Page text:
Musical instruments in Baskeet: Moyza

In Baskeet, a variety of instruments are exclusively used during mourning ceremonies but never played at weddings or other happy occasions, among them are different types of wooden and horn trumpets. Some of them have already been introduced in earlier posts: see my blog posts on the nookka-trumpet, the b’ita-trumpet, the ultuta-trumpet and the rattles.

Today I introduce the most common and the most emblematic Baskeet mourning instrument to you: the moyza. (In fact, I should have presented this instrument to you before speaking about the other less common ones.) On the short video below you see Babbana Tokkiso blowing his instrument:

The moyza is carved from the wood of the mohi-tree (probably cordia abyssinica) and clad in two types of cow skin: a piece of smooth leather from which the hair was removed and a piece of cow skin with hair. The length of the instrument ranges between about 50cm and 1m. The mouth hole of a moyza can be at the top end (see instrument on the video above) or sideways (see the instrument on the photo below).

Terefe Kebbede (from the neighbourhood of Ganshir) is presenting his instrument on the picture below. Note the lateral mouth hole. His moyza-trumpet is about a meter in length and thus much longer than the one on the video. It is also clad in two types of cow skin:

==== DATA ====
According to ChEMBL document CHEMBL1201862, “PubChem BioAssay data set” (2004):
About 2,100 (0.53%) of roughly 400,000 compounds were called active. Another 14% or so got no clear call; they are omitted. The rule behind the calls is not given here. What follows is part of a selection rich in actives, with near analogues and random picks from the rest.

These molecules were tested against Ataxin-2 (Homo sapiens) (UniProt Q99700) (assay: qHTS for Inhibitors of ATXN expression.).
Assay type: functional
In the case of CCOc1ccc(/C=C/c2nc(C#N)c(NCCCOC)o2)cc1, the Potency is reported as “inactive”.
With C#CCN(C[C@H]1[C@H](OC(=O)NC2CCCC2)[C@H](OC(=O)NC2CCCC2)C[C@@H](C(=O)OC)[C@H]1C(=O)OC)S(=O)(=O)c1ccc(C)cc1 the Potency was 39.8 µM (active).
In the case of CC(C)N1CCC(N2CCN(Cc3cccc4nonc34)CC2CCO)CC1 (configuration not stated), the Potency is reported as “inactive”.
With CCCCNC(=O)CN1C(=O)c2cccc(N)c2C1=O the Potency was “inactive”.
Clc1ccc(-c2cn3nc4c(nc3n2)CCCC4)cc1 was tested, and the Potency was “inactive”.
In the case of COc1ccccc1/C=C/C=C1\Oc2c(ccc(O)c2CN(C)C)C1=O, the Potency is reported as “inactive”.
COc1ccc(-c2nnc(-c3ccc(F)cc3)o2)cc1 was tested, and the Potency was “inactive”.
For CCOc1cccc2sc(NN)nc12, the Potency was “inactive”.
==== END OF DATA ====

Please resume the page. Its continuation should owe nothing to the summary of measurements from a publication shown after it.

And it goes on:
Baskeet mourning instrument: moyza (owner: Terefe Kebbede Fudilukko)

Baskeet mourning instrument: moyza (owned by Terefe Kebbede)

See how the skin is fixed around the instrument:

Leather protection of a moyza-trumpet

Leather protection of a moyza-trumpet

This is a closer look at the mouth hole on the side:

Mouth hole of a moyza-trumpet

Mouth hole of a moyza-trumpet

Apart from the mouth hole and an opening at the lower end, there are no tone holes on a moyza.

Moyza-trumpet seen from below

Moyza-trumpet seen from below

Like other “mourning instruments”, the moyza is played by men during the processions (called korz in Baskeet) that lead up to the house of the deceased’s family on the day after the deceased’s burial. Groups of men of one clan, led by their clan leaders, carrying spears, singing mourning songs and sounding the trumpets, enter the deceased’s compound to express their grief and to participate in the mourning rituals.

The moyza is still quite commonly found in (non-Protestant) households all over Baskeet, though it is definitely in rapid decline. Moyza-trumpets are exhibited in the Baskeet Museum in Laska.

© 2011-2 Baskettoethiopia All Rights Reserved

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Acknowledgements: My thanks go to Terefe Kebbede Fudilukko and Babbana Tokkiso for sharing their knowledge with me.
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4 Responses to Musical instruments in Baskeet: Moyza

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